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Villa v. Sterling Insurance Co.

July 16, 2010


Appeal from an order of the District Court of Nassau County, First District (Fred J. Hirsh, J.), entered April 15, 2009. The order denied defendant's motion for summary judgment dismissing the complaint.

Published by New York State Law Reporting Bureau pursuant to Judiciary Law § 431.

This opinion is uncorrected and subject to revision before publication in the printed Miscellaneous Reports.


ORDERED that the order is affirmed without costs.

Plaintiff purchased a homeowner's insurance policy from defendant insurance company. Her insurance policy covered, among other things, risk to her residence and its contents from fire; it also provided that, in the event plaintiff's residence was made unfit for occupancy by reason of an insured event, defendant would pay for such necessary and reasonable increases in living expenses as plaintiff incurred to maintain the normal standard of living of her household while her residence was restored or her household was resettled. The cost of restoration of plaintiff's residence and the payment of her increases in living expenses were both covered under a section of her insurance policy generally denominated "Principal Property Coverages," in subsections titled "Residence" and "Additional Living Expense and Loss of Rent Coverage." The policy contained a contractual period of limitations on the time within which the insured could sue defendant, specifying that for Property Coverages, "No suit to recover for any property claim may be brought against us unless . . . the suit is commenced within 2 years after the loss."

On April 12, 2006, a fire in plaintiff's home rendered it uninhabitable. Plaintiff retained an insurance adjustor and timely filed a claim for payment against defendant. After some delay, defendant settled plaintiff's primary claim and her home was repaired. She incurred additional living expenses until April 2007, when she moved back into her home. Some, but not all, of her claims for additional living expenses were reimbursed.

After demanding payment and filing complaints with the New York State Insurance Department concerning defendant's failure to pay disputed claims, plaintiff commenced this action on April 14, 2008, just over two years after the date of the fire, to recover the principal amount of $8,750, representing unpaid additional living expenses. Defendant moved for summary judgment dismissing the complaint on the ground that it was time barred. The District Court denied defendant's motion, concluding that there existed a question of fact as to when plaintiff's cause of action accrued, and defendant appeals.

In support of its motion for summary judgment dismissing the complaint, defendant relied entirely on the contractual period of limitations contained in the insurance policy. That provision required that actions be brought within two years "after the loss," but failed anywhere to define the term "loss," although it did define "occurrence." Also, for "additional living expenses," covered expenses were to be paid on a monthly basis upon submission of reasonable proof of the insured's expenses. The policy's coverage for these items was open-ended, specifying that it was "not limited by the policy period."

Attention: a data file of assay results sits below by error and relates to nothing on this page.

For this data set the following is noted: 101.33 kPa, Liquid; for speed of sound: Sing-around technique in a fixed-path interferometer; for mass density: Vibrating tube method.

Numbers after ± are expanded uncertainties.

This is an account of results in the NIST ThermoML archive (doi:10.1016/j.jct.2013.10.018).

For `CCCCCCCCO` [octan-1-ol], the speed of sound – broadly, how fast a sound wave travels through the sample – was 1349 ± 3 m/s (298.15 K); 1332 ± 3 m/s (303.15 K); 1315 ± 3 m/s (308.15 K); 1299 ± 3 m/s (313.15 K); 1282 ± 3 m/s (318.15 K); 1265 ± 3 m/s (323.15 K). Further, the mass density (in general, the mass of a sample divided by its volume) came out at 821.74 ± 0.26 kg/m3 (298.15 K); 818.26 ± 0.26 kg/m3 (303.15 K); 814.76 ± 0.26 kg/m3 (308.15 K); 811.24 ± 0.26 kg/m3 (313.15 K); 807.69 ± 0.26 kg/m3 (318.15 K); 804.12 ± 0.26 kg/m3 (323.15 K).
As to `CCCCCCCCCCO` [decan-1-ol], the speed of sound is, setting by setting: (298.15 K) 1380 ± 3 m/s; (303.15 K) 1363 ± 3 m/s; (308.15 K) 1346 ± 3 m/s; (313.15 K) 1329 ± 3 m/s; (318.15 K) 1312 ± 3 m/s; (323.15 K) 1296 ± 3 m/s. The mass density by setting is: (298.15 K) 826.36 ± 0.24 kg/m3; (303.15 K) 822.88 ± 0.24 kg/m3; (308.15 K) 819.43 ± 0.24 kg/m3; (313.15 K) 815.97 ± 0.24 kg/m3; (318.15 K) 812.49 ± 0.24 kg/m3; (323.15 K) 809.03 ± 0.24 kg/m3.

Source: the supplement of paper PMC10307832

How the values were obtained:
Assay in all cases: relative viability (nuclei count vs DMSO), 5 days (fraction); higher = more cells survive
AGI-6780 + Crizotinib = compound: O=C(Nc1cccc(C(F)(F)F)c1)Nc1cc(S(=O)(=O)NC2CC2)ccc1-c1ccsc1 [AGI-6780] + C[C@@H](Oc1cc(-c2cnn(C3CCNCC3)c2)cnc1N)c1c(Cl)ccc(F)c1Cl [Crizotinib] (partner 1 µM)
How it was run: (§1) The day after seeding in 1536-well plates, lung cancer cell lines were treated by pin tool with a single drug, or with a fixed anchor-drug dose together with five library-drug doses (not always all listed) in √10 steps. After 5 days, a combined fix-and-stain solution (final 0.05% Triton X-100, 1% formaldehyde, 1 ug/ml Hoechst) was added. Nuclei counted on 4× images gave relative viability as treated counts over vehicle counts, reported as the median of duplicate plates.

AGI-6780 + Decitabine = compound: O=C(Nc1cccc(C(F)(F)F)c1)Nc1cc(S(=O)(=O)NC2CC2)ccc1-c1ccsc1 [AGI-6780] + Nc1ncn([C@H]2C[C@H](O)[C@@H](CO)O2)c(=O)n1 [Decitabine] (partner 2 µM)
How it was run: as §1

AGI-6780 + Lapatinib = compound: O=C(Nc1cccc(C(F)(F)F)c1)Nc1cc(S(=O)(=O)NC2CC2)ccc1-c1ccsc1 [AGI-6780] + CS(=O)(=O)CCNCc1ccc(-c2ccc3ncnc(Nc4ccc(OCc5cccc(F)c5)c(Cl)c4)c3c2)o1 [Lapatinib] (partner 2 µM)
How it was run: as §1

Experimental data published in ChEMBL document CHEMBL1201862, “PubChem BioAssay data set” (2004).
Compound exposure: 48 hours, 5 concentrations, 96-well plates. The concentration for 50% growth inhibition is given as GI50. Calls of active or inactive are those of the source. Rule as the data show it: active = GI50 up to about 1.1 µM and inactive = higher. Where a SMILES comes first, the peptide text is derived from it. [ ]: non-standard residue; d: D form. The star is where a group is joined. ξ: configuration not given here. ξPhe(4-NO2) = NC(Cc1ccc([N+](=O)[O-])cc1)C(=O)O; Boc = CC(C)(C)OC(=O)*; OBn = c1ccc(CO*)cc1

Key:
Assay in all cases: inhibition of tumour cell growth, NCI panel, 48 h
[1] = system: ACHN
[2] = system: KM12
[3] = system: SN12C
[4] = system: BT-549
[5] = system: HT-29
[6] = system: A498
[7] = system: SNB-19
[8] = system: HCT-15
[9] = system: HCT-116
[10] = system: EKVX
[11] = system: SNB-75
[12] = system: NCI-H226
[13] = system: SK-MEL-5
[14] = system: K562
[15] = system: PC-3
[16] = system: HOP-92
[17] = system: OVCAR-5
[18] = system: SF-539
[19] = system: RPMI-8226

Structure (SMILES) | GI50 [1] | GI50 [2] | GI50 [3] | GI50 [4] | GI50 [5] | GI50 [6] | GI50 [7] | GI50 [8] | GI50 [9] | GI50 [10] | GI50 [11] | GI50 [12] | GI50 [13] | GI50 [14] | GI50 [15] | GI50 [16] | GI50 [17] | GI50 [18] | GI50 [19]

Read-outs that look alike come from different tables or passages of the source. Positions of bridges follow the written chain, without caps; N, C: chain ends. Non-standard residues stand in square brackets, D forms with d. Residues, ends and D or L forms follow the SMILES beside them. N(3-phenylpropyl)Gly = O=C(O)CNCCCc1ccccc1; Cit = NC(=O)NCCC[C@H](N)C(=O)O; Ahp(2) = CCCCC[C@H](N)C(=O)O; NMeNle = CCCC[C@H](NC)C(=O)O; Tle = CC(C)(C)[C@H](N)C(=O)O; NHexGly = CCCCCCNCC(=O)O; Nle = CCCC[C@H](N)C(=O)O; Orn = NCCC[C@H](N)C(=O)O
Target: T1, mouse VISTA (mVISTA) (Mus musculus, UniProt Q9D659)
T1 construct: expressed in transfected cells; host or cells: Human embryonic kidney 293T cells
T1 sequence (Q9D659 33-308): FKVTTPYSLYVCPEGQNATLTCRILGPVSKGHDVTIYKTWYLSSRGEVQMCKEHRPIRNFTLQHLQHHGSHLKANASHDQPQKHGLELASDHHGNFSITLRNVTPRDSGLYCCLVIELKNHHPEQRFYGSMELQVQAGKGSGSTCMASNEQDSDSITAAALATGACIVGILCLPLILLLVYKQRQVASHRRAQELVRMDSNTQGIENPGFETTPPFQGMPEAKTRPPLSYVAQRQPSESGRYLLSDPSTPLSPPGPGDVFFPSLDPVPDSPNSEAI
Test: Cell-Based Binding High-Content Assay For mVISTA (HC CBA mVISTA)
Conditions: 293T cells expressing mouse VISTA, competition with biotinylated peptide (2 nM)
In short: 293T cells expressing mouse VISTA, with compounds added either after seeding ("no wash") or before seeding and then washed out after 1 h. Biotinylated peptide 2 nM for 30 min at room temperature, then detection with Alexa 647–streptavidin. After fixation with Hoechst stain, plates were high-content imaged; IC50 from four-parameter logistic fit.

Exclusions from, or limitations of, coverage must be in clear and unmistakable language which is capable of no other reasonable interpretation or implication (see e.g. Pioneer Tower Owners Assn. v State Farm Fire & Cas. Co., 12 NY3d 302, 307 [2009]). Ambiguities in insurance policies are required to be construed against the insurer, particularly when found in clauses that exclude or limit coverage (see Breed v Insurance Co. of N. Am., 46 NY2d 351, 353 [1978]). In the absence of a specific provision regarding accrual in a contract of insurance, the statute of limitations generally begins to run upon the insurer's breach of contract by its failure to pay (see Medical Facilities v Pryke, 62 NY2d 716 [1984]; see also Fabozzi v Lexington Ins. Co., 601 F3d 88 [2010]; cf. Costello v Allstate Ins. Co., 230 AD2d 763 [1996]; 815 Park Ave. Owners v Fireman's Ins. Co. of Washington, D.C., 225 AD2d 350 [1996]). Here, we conclude that the insurance policy was ambiguous as to the applicable limitations period respecting actions seeking additional living expenses. Thus, the statute of limitations on these items did not begin to run until after defendant's breach of contract, and had not run at the time this action was commenced. Accordingly, the Civil Court correctly denied defendant's motion for summary judgment, and we affirm the order.

Nicolai, P.J., LaCava and Iannacci, JJ., concur.


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